BEVIN: What was your inspiration to write the book?

SAM: I’ve been the songwriter for 10 albums with my band, Black tape for a blue girl. I write lyrics, which are short stories. I went to a reading of erotica, and thought, “Hey, I could do that, let me give it a go.” So I started writing. I liked the process. I found that I wasn’t just writing sex, I was creating characters that I cared for, and situations I found intriguing, funny, sexy. So It became a lot more than erotica. There’s a lot about labels and identity, fitting in and finding ourselves.

BEVIN: What made you decide to pursue self-publishing? Was it to preserve the content? Were publishers unwilling to embrace genderqueer sexual heroes?

SAM: I never seriously considered trying to find a publisher. I’ve always self-released my music (I run my own record label, Projekt), so it’s natural for me to do it this way. But yeah, really, I didn’t want to submit RYE to publishers, to wait a year for their rejections, or their attempts to tell me how to rewrite my book as they imagine it. The hell with that. Rye is my story. After I finished working with my editor, I had the novel I wanted. I didn’t need input from a publisher.


This is Sam.

BEVIN: Which character is most relatable?

SAM: Well, I guess it depends one who is doing the relating, right? If it’s those of us who know queer people, than it’s all of them. If you’re asking somebody totally mainstream, than maybe it’s none of them. I had some straight (but Kinky) people say, “Um, I don’t know if I’d want to read that, I don’t like stories about gay people.” What? Gay people? Straight people? Queer people? We all have the same kinds of emotions, and conflicts… It’s a story about people who are falling in love, worrying about their boundaries, and uncovering themselves.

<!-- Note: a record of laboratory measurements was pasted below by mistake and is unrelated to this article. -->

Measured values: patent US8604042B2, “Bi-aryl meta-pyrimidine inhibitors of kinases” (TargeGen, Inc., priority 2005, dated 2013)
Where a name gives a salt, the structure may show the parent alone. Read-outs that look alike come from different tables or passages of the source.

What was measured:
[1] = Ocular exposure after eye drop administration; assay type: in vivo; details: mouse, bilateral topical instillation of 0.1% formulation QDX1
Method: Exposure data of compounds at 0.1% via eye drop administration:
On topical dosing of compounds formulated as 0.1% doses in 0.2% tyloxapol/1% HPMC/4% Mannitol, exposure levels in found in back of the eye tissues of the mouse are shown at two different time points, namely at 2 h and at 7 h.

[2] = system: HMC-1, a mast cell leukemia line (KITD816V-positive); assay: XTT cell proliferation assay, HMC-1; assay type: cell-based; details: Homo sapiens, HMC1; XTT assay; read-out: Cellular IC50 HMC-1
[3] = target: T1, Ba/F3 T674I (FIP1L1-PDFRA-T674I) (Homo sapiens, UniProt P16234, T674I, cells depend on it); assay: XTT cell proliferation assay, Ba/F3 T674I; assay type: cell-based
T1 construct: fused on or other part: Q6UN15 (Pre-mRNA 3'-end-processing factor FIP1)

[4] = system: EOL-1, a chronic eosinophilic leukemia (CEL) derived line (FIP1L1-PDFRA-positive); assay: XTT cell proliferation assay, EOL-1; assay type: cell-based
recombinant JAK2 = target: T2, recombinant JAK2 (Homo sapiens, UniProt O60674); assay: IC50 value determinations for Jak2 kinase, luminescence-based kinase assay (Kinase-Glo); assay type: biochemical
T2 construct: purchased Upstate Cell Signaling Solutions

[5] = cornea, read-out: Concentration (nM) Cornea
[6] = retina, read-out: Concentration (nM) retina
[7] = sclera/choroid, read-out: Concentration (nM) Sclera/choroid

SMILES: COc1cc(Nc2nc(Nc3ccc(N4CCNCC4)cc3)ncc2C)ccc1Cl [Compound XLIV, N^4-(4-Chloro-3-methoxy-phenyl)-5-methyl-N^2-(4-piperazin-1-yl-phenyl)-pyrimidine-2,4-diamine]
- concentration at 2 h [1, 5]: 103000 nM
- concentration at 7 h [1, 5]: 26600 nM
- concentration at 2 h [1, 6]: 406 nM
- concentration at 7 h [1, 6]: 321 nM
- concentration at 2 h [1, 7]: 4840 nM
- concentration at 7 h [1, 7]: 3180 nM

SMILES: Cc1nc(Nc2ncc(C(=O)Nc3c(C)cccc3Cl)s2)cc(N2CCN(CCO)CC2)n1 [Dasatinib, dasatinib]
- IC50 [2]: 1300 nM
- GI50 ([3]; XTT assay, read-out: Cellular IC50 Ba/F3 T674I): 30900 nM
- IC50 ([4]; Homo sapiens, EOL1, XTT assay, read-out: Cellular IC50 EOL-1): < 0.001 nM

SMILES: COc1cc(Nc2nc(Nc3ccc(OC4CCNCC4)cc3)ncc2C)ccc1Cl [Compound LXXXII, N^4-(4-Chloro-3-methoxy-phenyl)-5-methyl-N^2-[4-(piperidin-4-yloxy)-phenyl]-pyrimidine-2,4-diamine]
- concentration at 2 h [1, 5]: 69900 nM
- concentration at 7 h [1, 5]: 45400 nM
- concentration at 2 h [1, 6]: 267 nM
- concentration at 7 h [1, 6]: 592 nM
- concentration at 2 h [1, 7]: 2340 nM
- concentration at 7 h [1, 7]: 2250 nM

BEVIN: Is a lot of your book based on real life experience or is it all purely your imagination?

SAM: I think that any novel has real life experience weaved into it. Some of it definitely happened, some of it sort of happened, but not exactly the way I describe it. Writing is sort of taking little bits of reality and poeticizing it, and making it more focused and intriguing. So at some point, I kind of lost track of the real events that might have kicked off a scene, as I worked it into the story-line. I also have to admit that a lot of what happens is life as I’d love it to happen, ya know? A lot of things spontaneously happen to Matt and Rye and Rain, things that would take way more planning and luck, in real life.

BEVIN: Give one piece of advice to folks who want to learn to get in touch with their genderqueer/trans/fat/dis/abled bodies and have better sex.

SAM: Let go of your ego. Stop listening to everything you tell yourself about who you are and how you do things. Your ego wants to keep in control and keep things stable. While your heart and your inner self wants to play and explore and discover.

If you’re interested in checking out Rye, visit the website to order the book directly from Sam (only $10!), or you can download it for your Kindle from Amazon if that’s your thing for only $5!

2013-03-14

Book Review: Nevada by Imogen Binnie

I was given a copy of the e-book of Nevada by Imogen Binnie to review by my friends at Topside Press. Imogen is one of those friends-in-law people I know to be awesome but don’t know personally, and I was excited to read her first novel.

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I seriously couldn’t put it down! Nevada was the first work of fiction I’ve read in a long time that made me want to keep reading more than go out, which is saying a lot for an extrovert party girl like me. Conversely, once I got toward the end of the book I couldn’t bear the thought of finishing it because I didn’t want it to end, I just wanted to keep hanging out with weirdo, angsty, heart-wrenching main character Maria.

Nevada begins with a sex scene that should be kinky and exciting but you can tell the main character, Maria, is bored out of her skull and can’t seem to find a way to tell her girlfriend. So she just fakes it. And so is most of Maria’s life, a series of her doing the same thing she’s done for five years, same bookstore job, same girlfriend, same apartment, and she’s faking it because she can’t stop the momentum and hasn’t stopped to figure out what she wants out of life.